THE TALE OF TOM KITTEN
[Dedicated to All Pickles,
--Especially to Those That Get upon My Garden Wall]
Once upon a time there were three
little kittens, and their names were
Mittens, Tom Kitten, and Moppet.
They had dear little fur coats of
their own; and they tumbled about
the doorstep and played in the dust.
But one day their mother--Mrs.
Tabitha Twitchit--expected friends to
tea; so she fetched the kittens indoors,
to wash and dress them, before the
fine company arrived.
First she scrubbed their faces (this
one is Moppet).
Then she brushed their fur (this
one is Mittens).
Then she combed their tails and
whiskers (this is Tom Kitten).
Tom was very naughty, and he scratched.
Mrs. Tabitha dressed Moppet and
Mittens in clean pinafores and
tuckers; and then she took all sorts of
elegant uncomfortable clothes out of
a chest of drawers, in order to dress
up her son Thomas.
Tom Kitten was very fat, and he
had grown; several buttons burst off.
His mother sewed them on again.
When the three kittens were ready,
Mrs. Tabitha unwisely turned them
out into the garden, to be out of the
way while she made hot buttered toast.
"Now keep your frocks clean,
children! You must walk on your hind
legs. Keep away from the dirty ash-
pit, and from Sally Henny Penny, and
from the pigsty and the Puddle-ducks."
Moppet and Mittens walked down
the garden path unsteadily. Presently
they trod upon their pinafores and fell
on their noses.
When they stood up there were
several green smears!
"Let us climb up the rockery and sit
on the garden wall," said Moppet.
They turned their pinafores back to
front and went up with a skip and a
jump; Moppet's white tucker fell
down into the road.
Tom Kitten was quite unable to
jump when walking upon his hind
legs in trousers. He came up the
rockery by degrees, breaking the ferns
and shedding buttons right and left.
He was all in pieces when he
reached the top of the wall.
Moppet and Mittens tried to pull
him together; his hat fell off, and the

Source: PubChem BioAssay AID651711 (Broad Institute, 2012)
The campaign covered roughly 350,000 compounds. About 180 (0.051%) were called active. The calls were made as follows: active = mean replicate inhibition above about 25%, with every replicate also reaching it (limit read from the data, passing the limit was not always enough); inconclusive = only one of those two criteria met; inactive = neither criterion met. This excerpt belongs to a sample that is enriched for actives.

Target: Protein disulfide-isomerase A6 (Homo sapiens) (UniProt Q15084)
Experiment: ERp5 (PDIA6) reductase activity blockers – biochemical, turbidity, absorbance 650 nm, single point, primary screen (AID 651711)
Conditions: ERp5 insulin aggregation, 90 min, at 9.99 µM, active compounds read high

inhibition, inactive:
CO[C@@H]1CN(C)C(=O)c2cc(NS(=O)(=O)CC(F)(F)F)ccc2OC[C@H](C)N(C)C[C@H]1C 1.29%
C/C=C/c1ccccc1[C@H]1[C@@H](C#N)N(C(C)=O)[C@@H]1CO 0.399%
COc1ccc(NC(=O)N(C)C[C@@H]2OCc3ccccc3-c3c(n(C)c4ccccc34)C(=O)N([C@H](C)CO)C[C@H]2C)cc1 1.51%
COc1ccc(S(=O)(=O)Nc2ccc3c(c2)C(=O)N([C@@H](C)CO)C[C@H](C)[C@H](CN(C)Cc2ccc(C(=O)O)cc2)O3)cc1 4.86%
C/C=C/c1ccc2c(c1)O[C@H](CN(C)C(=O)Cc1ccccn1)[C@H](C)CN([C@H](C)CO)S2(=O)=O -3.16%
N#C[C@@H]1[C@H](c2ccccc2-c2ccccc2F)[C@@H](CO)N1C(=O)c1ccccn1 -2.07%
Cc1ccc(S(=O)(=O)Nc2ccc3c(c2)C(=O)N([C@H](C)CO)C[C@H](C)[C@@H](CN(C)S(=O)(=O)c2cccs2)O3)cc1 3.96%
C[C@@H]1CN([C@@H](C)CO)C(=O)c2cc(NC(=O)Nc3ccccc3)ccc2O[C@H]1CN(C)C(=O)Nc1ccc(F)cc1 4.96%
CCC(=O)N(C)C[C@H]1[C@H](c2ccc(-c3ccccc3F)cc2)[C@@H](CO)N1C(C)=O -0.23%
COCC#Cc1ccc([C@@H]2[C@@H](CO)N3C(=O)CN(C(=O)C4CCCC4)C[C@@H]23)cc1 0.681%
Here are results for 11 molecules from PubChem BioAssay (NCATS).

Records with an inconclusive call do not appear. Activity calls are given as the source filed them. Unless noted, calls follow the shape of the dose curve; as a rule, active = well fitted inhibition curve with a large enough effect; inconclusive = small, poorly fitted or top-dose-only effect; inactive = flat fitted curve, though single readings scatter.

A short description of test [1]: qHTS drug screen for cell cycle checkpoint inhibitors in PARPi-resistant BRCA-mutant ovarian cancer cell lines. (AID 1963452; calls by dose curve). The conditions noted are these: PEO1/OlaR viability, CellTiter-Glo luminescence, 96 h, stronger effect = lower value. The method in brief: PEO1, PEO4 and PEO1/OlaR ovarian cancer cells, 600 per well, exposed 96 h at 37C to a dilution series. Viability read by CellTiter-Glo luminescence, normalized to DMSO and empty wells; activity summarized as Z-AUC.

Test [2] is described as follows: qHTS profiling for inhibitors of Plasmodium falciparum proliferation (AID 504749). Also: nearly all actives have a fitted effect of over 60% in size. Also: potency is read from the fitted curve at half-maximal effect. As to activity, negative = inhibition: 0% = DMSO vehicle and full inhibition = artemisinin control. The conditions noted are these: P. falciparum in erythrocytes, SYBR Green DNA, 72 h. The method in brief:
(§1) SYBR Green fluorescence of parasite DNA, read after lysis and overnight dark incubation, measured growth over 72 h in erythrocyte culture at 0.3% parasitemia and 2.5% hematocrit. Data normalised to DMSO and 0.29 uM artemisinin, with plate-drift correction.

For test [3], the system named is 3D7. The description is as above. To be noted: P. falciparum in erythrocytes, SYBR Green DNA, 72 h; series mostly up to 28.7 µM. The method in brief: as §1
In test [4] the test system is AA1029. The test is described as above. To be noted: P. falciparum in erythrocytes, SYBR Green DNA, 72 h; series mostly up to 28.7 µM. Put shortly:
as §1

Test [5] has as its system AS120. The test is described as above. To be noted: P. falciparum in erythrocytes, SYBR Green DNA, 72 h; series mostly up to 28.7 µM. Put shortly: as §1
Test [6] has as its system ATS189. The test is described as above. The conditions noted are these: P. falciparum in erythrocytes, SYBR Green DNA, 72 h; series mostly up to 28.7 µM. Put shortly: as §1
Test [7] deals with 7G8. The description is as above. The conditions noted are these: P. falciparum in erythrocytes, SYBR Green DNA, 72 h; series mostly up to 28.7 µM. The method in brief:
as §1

rest of his buttons burst.
While they were in difficulties, there
was a pit pat, paddle pat! and the
three Puddle-ducks came along the
hard high road, marching one behind
the other and doing the goose step--
pit pat, paddle pat! pit pat, waddle pat!
They stopped and stood in a row
and stared up at the kittens. They had
very small eyes and looked surprised.
Then the two duck-birds, Rebeccah
and Jemima Puddle-duck, picked up
the hat and tucker and put them on.
Mittens laughed so that she fell off
the wall. Moppet and Tom descended
after her; the pinafores and all the
rest of Tom's clothes came off on the
"Come! Mr. Drake Puddle-duck,"
said Moppet. "Come and help us to
dress him! Come and button up Tom!"
Mr. Drake Puddle-duck advanced
in a slow sideways manner and
picked up the various articles.
But he put them on HIMSELF! They
fitted him even worse than Tom Kitten.
"It's a very fine morning!" said Mr.
And he and Jemima and Rebeccah
Puddle-duck set off up the road,
keeping step--pit pat, paddle pat! pit
pat, waddle pat!
Then Tabitha Twitchit came down
the garden and found her kittens on
the wall with no clothes on.
She pulled them off the wall,
smacked them, and took them back
to the house.
"My friends will arrive in a minute,
and you are not fit to be seen; I am
affronted," said Mrs. Tabitha Twitchit.
She sent them upstairs; and I am
sorry to say she told her friends that
they were in bed with the measles--
which was not true.
Quite the contrary; they were not in bed:
NOT in the least.
Somehow there were very extra--
ordinary noises overhead, which
disturbed the dignity and repose of
the tea party.
And I think that some day I shall
have to make another, larger book, to
tell you more about Tom Kitten!
As for the Puddle-ducks--they
went into a pond.
The clothes all came off directly,
because there were no buttons.
And Mr. Drake Puddle-duck, and
Jemima and Rebeccah, have been
looking for them ever since.
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